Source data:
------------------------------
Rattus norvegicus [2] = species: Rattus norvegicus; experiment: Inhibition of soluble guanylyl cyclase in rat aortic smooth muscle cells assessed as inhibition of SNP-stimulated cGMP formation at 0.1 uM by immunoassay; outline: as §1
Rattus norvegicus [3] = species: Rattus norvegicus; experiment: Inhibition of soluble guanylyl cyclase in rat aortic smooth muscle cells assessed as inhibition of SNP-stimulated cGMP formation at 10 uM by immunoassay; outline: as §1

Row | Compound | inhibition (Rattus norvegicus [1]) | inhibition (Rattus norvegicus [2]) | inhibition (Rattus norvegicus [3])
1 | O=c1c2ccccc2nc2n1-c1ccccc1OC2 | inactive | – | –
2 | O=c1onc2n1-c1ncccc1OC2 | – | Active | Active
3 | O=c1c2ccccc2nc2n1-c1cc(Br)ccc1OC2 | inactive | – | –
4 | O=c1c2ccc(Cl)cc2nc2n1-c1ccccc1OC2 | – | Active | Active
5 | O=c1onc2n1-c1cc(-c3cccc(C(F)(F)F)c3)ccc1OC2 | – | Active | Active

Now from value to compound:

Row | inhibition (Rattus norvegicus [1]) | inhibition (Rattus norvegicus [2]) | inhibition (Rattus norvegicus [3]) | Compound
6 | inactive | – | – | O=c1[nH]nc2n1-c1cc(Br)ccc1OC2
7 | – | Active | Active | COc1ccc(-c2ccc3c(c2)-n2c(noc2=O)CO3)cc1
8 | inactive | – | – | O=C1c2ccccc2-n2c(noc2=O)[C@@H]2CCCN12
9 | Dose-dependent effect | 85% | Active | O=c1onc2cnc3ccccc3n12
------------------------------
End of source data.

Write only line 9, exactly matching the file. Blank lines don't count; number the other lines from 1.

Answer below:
Now from value to compound: